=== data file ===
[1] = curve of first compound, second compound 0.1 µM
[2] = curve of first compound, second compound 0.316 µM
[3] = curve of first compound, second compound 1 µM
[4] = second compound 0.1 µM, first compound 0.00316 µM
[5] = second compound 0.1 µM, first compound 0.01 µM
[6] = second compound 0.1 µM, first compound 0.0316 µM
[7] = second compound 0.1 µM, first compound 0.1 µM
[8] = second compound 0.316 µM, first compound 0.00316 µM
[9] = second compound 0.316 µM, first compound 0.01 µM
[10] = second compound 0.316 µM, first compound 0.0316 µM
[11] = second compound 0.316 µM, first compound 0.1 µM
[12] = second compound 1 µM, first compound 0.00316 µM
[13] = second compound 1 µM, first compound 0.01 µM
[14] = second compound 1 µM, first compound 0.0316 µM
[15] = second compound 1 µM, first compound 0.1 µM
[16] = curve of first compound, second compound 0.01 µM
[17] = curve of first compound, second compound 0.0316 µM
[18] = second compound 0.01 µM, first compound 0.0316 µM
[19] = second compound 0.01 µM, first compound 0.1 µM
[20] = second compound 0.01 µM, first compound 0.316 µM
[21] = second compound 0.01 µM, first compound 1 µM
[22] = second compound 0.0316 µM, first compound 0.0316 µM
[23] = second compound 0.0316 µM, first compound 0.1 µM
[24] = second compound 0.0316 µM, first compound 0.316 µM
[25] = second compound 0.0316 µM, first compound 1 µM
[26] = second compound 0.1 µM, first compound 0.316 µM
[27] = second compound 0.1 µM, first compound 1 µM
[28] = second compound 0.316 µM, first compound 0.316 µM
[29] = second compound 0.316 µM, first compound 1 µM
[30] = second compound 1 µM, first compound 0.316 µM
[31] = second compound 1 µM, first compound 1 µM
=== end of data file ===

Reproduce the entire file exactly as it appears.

[1] = curve of first compound, second compound 0.1 µM
[2] = curve of first compound, second compound 0.316 µM
[3] = curve of first compound, second compound 1 µM
[4] = second compound 0.1 µM, first compound 0.00316 µM
[5] = second compound 0.1 µM, first compound 0.01 µM
[6] = second compound 0.1 µM, first compound 0.0316 µM
[7] = second compound 0.1 µM, first compound 0.1 µM
[8] = second compound 0.316 µM, first compound 0.00316 µM
[9] = second compound 0.316 µM, first compound 0.01 µM
[10] = second compound 0.316 µM, first compound 0.0316 µM
[11] = second compound 0.316 µM, first compound 0.1 µM
[12] = second compound 1 µM, first compound 0.00316 µM
[13] = second compound 1 µM, first compound 0.01 µM
[14] = second compound 1 µM, first compound 0.0316 µM
[15] = second compound 1 µM, first compound 0.1 µM
[16] = curve of first compound, second compound 0.01 µM
[17] = curve of first compound, second compound 0.0316 µM
[18] = second compound 0.01 µM, first compound 0.0316 µM
[19] = second compound 0.01 µM, first compound 0.1 µM
[20] = second compound 0.01 µM, first compound 0.316 µM
[21] = second compound 0.01 µM, first compound 1 µM
[22] = second compound 0.0316 µM, first compound 0.0316 µM
[23] = second compound 0.0316 µM, first compound 0.1 µM
[24] = second compound 0.0316 µM, first compound 0.316 µM
[25] = second compound 0.0316 µM, first compound 1 µM
[26] = second compound 0.1 µM, first compound 0.316 µM
[27] = second compound 0.1 µM, first compound 1 µM
[28] = second compound 0.316 µM, first compound 0.316 µM
[29] = second compound 0.316 µM, first compound 1 µM
[30] = second compound 1 µM, first compound 0.316 µM
[31] = second compound 1 µM, first compound 1 µM